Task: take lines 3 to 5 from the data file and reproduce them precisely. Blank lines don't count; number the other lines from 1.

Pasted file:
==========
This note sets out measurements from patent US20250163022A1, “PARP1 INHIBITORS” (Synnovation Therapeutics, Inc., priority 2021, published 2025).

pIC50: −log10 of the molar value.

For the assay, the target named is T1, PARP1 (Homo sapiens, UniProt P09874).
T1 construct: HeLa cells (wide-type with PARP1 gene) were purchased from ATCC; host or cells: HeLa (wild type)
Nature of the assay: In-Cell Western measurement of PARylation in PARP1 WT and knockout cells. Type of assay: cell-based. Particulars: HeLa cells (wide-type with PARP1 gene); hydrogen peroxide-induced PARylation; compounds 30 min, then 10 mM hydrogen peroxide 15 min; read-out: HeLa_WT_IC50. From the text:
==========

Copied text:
For the assay, the target named is T1, PARP1 (Homo sapiens, UniProt P09874).
T1 construct: HeLa cells (wide-type with PARP1 gene) were purchased from ATCC; host or cells: HeLa (wild type)
Nature of the assay: In-Cell Western measurement of PARylation in PARP1 WT and knockout cells. Type of assay: cell-based. Particulars: HeLa cells (wide-type with PARP1 gene); hydrogen peroxide-induced PARylation; compounds 30 min, then 10 mM hydrogen peroxide 15 min; read-out: HeLa_WT_IC50. From the text: